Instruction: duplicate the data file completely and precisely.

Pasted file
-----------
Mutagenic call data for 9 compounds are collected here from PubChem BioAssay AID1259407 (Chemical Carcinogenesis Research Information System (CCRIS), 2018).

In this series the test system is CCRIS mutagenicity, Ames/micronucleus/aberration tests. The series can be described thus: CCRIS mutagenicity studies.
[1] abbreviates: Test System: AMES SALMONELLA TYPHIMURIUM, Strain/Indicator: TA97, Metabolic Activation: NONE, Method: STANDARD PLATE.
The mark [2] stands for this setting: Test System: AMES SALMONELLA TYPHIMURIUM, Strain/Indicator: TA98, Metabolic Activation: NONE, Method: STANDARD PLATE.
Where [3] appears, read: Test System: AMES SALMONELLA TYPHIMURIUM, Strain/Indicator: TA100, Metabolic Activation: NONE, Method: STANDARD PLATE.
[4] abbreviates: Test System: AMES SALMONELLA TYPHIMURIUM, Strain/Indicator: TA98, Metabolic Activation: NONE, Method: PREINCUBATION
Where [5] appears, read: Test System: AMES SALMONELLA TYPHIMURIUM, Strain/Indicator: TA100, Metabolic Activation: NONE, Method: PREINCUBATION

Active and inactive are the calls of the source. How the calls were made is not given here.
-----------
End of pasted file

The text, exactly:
Mutagenic call data for 9 compounds are collected here from PubChem BioAssay AID1259407 (Chemical Carcinogenesis Research Information System (CCRIS), 2018).

In this series the test system is CCRIS mutagenicity, Ames/micronucleus/aberration tests. The series can be described thus: CCRIS mutagenicity studies.
[1] abbreviates: Test System: AMES SALMONELLA TYPHIMURIUM, Strain/Indicator: TA97, Metabolic Activation: NONE, Method: STANDARD PLATE.
The mark [2] stands for this setting: Test System: AMES SALMONELLA TYPHIMURIUM, Strain/Indicator: TA98, Metabolic Activation: NONE, Method: STANDARD PLATE.
Where [3] appears, read: Test System: AMES SALMONELLA TYPHIMURIUM, Strain/Indicator: TA100, Metabolic Activation: NONE, Method: STANDARD PLATE.
[4] abbreviates: Test System: AMES SALMONELLA TYPHIMURIUM, Strain/Indicator: TA98, Metabolic Activation: NONE, Method: PREINCUBATION
Where [5] appears, read: Test System: AMES SALMONELLA TYPHIMURIUM, Strain/Indicator: TA100, Metabolic Activation: NONE, Method: PREINCUBATION

Active and inactive are the calls of the source. How the calls were made is not given here.